- A new study in mice suggests that consuming a moderate amount of protein may be more conducive to metabolic health.
- In the study, the sweet spot for moderate protein consumption was 25% to 35% of a rat’s daily diet.
- Older people need more protein because the body is no longer able to process macronutrients efficiently.
It only makes sense that a person’s nutritional needs change as they move through life from infancy to adulthood. As we grow, reach maturity, and age, our bodies are occupied with different tasks.
As researchers seek to extend our periods of healthy living free of serious illness, they hope to identify the optimal balance of macronutrients that promote good health at each stage of life.
A new mouse study investigates the role of proteins at different life stages.
The study finds that consuming moderate amounts of protein in young and middle age may be key to good metabolic health.
The study authors fed young (6 months) and middle-aged (16 months) mice diets with different levels of protein for two months. Their diet consisted of 5%, 15%, 25%, 35%, or 45% protein. The moderate amounts identified in the study were 25% and 35%.
All mice were fasted for three hours before being euthanized for tissue collection and analysis.
In mice, a low-protein diet led to the development of fatty liver, and middle-aged mice showed higher levels of lipids, or fats, in their systems than younger mice.
Moderate protein diets lowered lipid and blood sugar levels in mice.
The study is published in Geroscience.
Proteins are essential in all stages of life. As Conner Middlemann of Modern Mediterranean noted, the word protein comes from the Greek word proteomeaning first or primary, reflecting its status as a top drawer in human nutrition.
Dr. Stuart Phillips of McMaster University explained the importance of protein:
During growth, proteins provide the building blocks (amino acids) for making new bones, skin, teeth, muscles, etc. Basically, every tissue requires protein to grow. Once fully grown, proteins still provide building blocks not for growth, but to replace proteins as they are turned inside out (broken down). Body protein turnover occurs throughout our lives.
In the United States, the daily required amount (RDA) of 0.8 grams of protein per kilogram of body weight is far less than the body’s actual needs, Middlemann said. He clarified that the figure represents only the amount of protein needed to avoid malnutrition, not the amount to promote good health.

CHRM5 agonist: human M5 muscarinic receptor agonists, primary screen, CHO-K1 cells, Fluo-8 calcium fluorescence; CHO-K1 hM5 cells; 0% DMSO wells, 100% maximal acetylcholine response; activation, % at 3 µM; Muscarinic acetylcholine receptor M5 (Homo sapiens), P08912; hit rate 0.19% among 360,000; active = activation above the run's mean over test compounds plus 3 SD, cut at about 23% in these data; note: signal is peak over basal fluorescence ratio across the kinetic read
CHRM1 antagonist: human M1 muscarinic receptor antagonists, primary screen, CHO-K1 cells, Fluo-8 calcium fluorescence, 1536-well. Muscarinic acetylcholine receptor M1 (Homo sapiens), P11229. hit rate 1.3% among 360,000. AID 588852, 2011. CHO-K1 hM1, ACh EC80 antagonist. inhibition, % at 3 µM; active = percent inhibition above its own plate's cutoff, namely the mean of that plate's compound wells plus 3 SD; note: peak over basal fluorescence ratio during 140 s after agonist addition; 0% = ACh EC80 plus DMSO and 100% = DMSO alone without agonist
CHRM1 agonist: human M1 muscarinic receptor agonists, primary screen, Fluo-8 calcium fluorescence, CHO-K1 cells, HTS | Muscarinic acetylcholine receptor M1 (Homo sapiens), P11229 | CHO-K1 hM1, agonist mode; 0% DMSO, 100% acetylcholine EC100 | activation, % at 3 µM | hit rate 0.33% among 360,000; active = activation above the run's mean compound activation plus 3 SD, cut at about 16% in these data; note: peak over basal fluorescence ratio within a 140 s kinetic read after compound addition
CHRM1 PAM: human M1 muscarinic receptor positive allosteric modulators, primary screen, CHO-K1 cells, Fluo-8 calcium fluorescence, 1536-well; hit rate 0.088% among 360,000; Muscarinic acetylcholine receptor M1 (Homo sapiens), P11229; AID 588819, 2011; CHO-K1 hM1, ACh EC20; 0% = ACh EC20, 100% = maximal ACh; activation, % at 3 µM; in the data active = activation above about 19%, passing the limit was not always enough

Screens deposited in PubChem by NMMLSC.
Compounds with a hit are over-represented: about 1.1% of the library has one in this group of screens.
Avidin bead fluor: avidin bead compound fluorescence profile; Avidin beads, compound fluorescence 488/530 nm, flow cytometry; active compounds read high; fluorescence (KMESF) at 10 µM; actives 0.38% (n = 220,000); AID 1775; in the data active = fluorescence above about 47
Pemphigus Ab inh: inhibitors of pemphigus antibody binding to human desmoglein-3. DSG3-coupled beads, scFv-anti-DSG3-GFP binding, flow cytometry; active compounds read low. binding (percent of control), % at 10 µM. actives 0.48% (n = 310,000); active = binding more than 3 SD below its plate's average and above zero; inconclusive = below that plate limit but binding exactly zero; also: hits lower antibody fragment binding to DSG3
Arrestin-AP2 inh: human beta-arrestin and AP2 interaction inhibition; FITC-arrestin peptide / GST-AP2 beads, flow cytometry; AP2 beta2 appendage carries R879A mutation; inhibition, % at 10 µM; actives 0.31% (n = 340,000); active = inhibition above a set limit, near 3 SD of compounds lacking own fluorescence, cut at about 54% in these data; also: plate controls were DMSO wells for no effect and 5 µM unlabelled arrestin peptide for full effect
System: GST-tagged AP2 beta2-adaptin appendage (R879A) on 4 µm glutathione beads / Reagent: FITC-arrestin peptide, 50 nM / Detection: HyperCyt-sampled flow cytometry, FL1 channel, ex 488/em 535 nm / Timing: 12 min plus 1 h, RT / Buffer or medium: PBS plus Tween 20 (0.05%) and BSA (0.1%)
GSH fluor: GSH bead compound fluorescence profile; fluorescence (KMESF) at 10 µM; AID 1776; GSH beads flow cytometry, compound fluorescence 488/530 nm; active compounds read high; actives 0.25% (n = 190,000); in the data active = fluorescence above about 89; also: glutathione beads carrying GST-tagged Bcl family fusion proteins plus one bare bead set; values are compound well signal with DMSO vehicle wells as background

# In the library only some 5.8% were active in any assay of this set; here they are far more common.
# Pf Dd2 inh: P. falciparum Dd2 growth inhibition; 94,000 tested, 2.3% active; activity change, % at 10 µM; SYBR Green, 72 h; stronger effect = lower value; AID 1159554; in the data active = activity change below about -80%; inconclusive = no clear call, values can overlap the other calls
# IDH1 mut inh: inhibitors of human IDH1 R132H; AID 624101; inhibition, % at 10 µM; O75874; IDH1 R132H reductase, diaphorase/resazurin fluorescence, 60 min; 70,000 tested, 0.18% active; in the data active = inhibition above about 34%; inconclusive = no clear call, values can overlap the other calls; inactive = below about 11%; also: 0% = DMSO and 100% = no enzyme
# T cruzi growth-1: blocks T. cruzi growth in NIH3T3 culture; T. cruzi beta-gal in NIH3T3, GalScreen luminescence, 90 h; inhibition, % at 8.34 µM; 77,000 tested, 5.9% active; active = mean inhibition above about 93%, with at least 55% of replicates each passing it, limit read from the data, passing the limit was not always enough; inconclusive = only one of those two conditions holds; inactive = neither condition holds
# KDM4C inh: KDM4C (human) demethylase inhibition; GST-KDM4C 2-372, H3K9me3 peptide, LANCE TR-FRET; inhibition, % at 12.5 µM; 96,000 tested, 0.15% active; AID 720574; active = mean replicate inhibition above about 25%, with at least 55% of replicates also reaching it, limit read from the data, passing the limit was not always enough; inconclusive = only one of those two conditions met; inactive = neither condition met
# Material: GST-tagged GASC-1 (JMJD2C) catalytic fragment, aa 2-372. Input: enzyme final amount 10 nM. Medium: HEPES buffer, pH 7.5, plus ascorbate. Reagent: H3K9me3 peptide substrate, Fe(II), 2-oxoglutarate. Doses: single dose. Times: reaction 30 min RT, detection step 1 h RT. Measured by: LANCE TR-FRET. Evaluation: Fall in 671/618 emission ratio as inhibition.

How much protein?
Middlemann noted that the RDA is a holdover from a time when nitrogen balance studies that are no longer considered valid formed the basis for such recommendations. She said a more accurate understanding of nutritional needs could be obtained using the Amino Acid Oxidation Indicator (IAAO) technique.
The IAAO technique, Middlemann said, provides a more reasonable day recommendation. It suggests that 1.2 grams of protein per kilogram of body weight is appropriate for healthy young men, older men and older women.
The difference between the two recommendations is significant. The RDA for a 150-pound person is 54 g of protein per day, whereas according to IAAO measurement, it would rise to 81 g of protein.
But can you consume too much protein?
We have a high capacity to digest and absorb protein, so I’m not sure you can get so much that it’s too much, Dr. Phillips said.
He noted that some have suggested that excess protein can lead to kidney and bone problems, but these are largely debunked.
For the most part, proteins are relatively equal, but a true axiom is that animal-based proteins are of higher quality than plant-based ones, Dr. Phillips noted, but added. Most work shows that this difference is probably quite small.
As for whether the study results will be transferred to humans, said Dr. Phillips, it’s always hard to know, but as short-lived mammals, mice are a proxy for humans, but much of what you see in mice may not translate easily to humans. .
Middlemann felt that the study still had value:
Even though this is a mouse study, it reinforces my opinion that most of us, especially anyone over the age of 50, will benefit from getting about 25 percent of the energy we consume from protein. This is significantly more than the average American currently consumes.
Some people need even more protein, Middlemann said.
Of particular note are people who engage in resistance training. To maximize lean body mass, the average amount required, he said, is about 1.6 grams per kilogram of body weight, and some people may need 2.2 g/kg or more.
For people looking to burn fat while maintaining muscle, 1.6 to 2.4 grams per kilogram may be sufficient.
While the study finds that a moderate intake of protein may be optimal for young and middle-aged people, older people require even more protein, Middlemann explained.
Sarcopenia is the leading cause of age-related frailty, which is associated with a higher risk of disability, need to go to a nursing home, and of falls, fractures, hospitalizations and premature death, Middleman said.
It occurs with age-related muscle loss, he said, ranging from 0.5% to 2% of total muscle mass each year, starting around age 50 (although in people who are largely inactive, can start earlier).
Middlemann also said that his clients have been able to increase muscle mass, cardio-metabolic health and overall quality of life by consuming 25 to 35 grams of protein at each meal and practicing weight training. resistence.
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